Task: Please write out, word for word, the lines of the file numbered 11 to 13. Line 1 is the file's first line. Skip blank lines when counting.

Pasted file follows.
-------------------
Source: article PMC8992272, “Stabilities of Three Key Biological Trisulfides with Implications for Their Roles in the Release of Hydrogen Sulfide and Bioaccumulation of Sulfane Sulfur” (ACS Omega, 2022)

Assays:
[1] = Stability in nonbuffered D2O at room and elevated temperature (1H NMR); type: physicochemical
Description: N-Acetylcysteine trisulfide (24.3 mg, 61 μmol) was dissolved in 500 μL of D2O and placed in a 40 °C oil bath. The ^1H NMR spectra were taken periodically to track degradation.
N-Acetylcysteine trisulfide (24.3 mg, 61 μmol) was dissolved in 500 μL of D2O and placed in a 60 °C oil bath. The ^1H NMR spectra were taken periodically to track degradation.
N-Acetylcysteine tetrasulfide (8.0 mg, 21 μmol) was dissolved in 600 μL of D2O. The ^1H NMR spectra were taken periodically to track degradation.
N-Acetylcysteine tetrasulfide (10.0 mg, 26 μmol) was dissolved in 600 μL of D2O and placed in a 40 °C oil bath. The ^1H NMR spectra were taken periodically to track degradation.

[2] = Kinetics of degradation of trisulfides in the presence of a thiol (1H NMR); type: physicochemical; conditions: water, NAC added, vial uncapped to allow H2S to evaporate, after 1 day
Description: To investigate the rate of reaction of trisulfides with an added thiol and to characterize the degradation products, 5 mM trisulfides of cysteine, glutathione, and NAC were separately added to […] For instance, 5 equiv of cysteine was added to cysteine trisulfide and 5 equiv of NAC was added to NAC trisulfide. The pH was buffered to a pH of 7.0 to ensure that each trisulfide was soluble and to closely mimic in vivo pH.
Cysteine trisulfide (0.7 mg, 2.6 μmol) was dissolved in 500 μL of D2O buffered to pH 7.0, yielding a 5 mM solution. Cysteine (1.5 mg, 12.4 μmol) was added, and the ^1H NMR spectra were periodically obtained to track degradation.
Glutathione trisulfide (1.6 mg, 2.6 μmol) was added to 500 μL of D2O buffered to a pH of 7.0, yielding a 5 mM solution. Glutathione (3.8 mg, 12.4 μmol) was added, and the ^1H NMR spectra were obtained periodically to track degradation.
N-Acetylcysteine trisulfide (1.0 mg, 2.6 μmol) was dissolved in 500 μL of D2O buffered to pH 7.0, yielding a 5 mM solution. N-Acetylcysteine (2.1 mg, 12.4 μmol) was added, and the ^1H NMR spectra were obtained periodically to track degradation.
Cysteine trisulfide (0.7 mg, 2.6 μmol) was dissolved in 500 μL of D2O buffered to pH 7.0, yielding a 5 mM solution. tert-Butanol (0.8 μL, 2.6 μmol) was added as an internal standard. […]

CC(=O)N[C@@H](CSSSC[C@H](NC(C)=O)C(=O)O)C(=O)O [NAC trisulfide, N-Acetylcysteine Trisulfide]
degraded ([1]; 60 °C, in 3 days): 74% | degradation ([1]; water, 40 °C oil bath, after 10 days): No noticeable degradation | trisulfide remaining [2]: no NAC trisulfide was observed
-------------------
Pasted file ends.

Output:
Glutathione trisulfide (1.6 mg, 2.6 μmol) was added to 500 μL of D2O buffered to a pH of 7.0, yielding a 5 mM solution. Glutathione (3.8 mg, 12.4 μmol) was added, and the ^1H NMR spectra were obtained periodically to track degradation.
N-Acetylcysteine trisulfide (1.0 mg, 2.6 μmol) was dissolved in 500 μL of D2O buffered to pH 7.0, yielding a 5 mM solution. N-Acetylcysteine (2.1 mg, 12.4 μmol) was added, and the ^1H NMR spectra were obtained periodically to track degradation.
Cysteine trisulfide (0.7 mg, 2.6 μmol) was dissolved in 500 μL of D2O buffered to pH 7.0, yielding a 5 mM solution. tert-Butanol (0.8 μL, 2.6 μmol) was added as an internal standard. […]